If you do CPU-intensive loads, a notebook has far smaller heatsinks and fans than a desktop. The fans will ramp up much faster. In this case, get at least a quad-core to give yourself more headroom.
     
OreoCookie
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Nov 30, 2017, 06:30 PM
 
I have a 2012 Mac Pro and a 2015 13" MacBook Pro at work, so allow me to chime in. Let me assume now you have to decide between a new iMac and a new MacBook Pro:

(1) Nothing really. Clamshell mode can be finicky as it tends to move windows around when you change resolution. But that's about it.

(2) I still use a 27" Apple Cinema Display.

(3) Notebooks are quite fast, only if you consistently load them and need more than 2 or 4 cores for a prolonged time, are notebooks slower. The SSD in MacBooks is just as fast and for short bursts, so is the CPU. In fact, core-by-core, my 2-core MacBook Pro is significantly faster than my 12-core Mac Pro. You can really tell browsing the web, compiling TeX code and other things that do not make use of more than 2 cores.

If you place a load on them for a long time, desktops will handle it more gracefully, they will have larger thermal headroom, fans won't spin up as much and in case of the Mac Pro, I still have plenty of cores twiddling their collective thumbs.
I don't suffer from insanity, I enjoy every minute of it.
     
subego
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Dec 1, 2017, 01:19 AM
 
Originally Posted by OreoCookie View Post
The SSD in MacBooks is just as fast
My current model MBP almost hits 2GB/second. It’s actually kinda insane.
     
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Dec 1, 2017, 02:28 AM
 
Originally Posted by kindred9x View Post
I've long used an iMac for most of my work and am ready to upgrade. But occasionally I need the portability of notebook. My 6/7-year-old white plastic and heavy Macbook, though, is just about at the end of its useful life.
So I'm thinking of investing in a Mac portable and a large external display, rather than an iMac this time. For those who have gone this route, can you help with the following questions, please?

1. Any major issues to look out for?
2. What ex. display are you using and would you buy the same brand again?
3. What do you miss about going portable vs using a desktop? And will you continue with portable computing?

Thank you!
1) Dongles, and the associated feature of being easy to connect to and from the external display and keyboard. Look at what you need to connect and figure out the exact setup of adapters that you will need. There are a lot of things to look out for here - USB-C is a step forward, but has odd limitations. Thunderbolt docks are great, but expensive.
2) LG 27MU67, a 4K 27" display that acts as a Retina display under MacOS. I love it, and I would recommend that you get a 4K display so it can be run in Retina mode. As for LG... their panels are great, their interface is terrible, but then I don't sit in that interface playing with the brightness all day.
3) I miss the raw power. A 13" comes with a dualcore, not a quad (although 2018 may change things here) and the GPU is anemic compared to even an iMac. That last only matter for games, though - I game on a PC now, so it doesn't matter so much.
The new Mac Pro has up to 30 MB of cache inside the processor itself. That's more than the HD in my first Mac. Somehow I'm still running out of space.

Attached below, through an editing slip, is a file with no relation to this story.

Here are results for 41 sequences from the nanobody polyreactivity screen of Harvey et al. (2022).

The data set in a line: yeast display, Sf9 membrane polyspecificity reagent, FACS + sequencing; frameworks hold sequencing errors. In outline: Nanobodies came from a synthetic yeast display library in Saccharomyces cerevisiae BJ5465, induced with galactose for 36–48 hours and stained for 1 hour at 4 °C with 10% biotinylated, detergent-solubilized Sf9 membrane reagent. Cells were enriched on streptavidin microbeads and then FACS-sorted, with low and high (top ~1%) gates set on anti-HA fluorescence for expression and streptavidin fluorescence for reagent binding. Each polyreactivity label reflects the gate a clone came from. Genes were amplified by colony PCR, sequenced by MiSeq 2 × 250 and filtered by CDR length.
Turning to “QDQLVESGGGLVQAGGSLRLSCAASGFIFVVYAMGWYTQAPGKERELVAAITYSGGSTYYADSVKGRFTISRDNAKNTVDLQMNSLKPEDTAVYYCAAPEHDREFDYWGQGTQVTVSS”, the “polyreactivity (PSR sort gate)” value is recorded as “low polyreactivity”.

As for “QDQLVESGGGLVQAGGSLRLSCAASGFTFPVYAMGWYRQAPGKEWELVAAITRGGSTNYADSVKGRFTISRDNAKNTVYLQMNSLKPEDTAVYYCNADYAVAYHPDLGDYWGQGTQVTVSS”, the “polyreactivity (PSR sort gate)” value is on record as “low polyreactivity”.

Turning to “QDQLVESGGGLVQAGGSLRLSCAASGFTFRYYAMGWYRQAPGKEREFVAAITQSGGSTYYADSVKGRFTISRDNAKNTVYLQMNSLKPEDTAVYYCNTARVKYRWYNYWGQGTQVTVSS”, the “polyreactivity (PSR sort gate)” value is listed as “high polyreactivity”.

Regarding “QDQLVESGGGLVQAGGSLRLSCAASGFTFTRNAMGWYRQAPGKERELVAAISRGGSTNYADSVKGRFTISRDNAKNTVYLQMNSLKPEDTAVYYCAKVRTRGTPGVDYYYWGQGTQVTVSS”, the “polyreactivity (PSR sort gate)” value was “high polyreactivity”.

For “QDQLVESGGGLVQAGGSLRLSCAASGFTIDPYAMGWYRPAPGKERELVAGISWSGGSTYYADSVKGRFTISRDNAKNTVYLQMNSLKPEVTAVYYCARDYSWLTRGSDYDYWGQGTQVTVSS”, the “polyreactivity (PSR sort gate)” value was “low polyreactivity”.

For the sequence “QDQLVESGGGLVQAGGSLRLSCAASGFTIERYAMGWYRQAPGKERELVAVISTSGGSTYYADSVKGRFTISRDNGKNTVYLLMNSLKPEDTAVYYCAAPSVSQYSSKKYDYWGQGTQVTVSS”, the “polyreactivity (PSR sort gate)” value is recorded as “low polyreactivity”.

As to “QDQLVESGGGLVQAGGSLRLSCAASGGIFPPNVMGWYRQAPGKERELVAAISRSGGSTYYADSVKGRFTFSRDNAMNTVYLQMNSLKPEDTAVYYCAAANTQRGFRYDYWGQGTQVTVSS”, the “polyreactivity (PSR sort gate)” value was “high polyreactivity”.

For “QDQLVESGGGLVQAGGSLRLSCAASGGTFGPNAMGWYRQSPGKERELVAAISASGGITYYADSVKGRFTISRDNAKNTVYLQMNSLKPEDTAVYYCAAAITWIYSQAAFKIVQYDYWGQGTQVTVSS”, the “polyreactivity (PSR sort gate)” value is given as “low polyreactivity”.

OreoCookie
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Dec 1, 2017, 06:45 AM
 
Originally Posted by subego View Post
My current model MBP almost hits 2GB/second. It’s actually kinda insane.
I think mine is much slower than yours, 1.3 or 1.5 GB/s Oh, and my Mac Pro is dead last with ~500 MB/s. How did we ever live on floppy drives? I had to wait a minute or so to copy 880 kB.
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Dec 1, 2017, 07:46 AM
 
Not a problem - the drives were faster than the CPUs. On the Mac Plus, if you connected an HDD, it had to be formatted with 3:1 interleave - that is, you write data in the first sector, then the fourth, then the seventh etc. The computer took so long to just receive the data from HDD and put it in RAM that two sectors had already whisked by by the time it was ready to read again. Read speed of the CPU was less than half of the read speed of the drive.
The new Mac Pro has up to 30 MB of cache inside the processor itself. That's more than the HD in my first Mac. Somehow I'm still running out of space.
     
OreoCookie
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Dec 1, 2017, 07:17 PM
 
I didn't know that, I was an Amiga guy back then and without a hard drive

And it wasn't just the drives, it was RAM — not speed, but size! Until I installed a “memory doubler” in my Amiga 500, I had to stop half-way and insert the blank disk, then exchange them again for the other half when making copies of floppy disks because 880 kB don't fit into 512 kB main memory!

Those were glorious times, my kids will make fun of me: (pointing to a 3.5" floppy) How many videos fit on this thing?

And I seem to remember that the early Commodore 5.25" floppy drives had their own computers built in with the same CPU as the main machine (something like a C64). Just imagine if your touch bar were driven by a Core i7 these days
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Dec 2, 2017, 08:57 AM
 
I find it amusing that the floppy disk will remain in the public consciousness forever as the save icon, long after people have forgotten what it does.
The new Mac Pro has up to 30 MB of cache inside the processor itself. That's more than the HD in my first Mac. Somehow I'm still running out of space.
     
subego
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Dec 2, 2017, 12:17 PM
 
One of Gruber’s better insights is what would really suck about having to go back to 80s and 90s computing wouldn’t so much be the lack of mobile, or slower speeds, but how frickin starved we used to be for storage.

Remember SyQuest?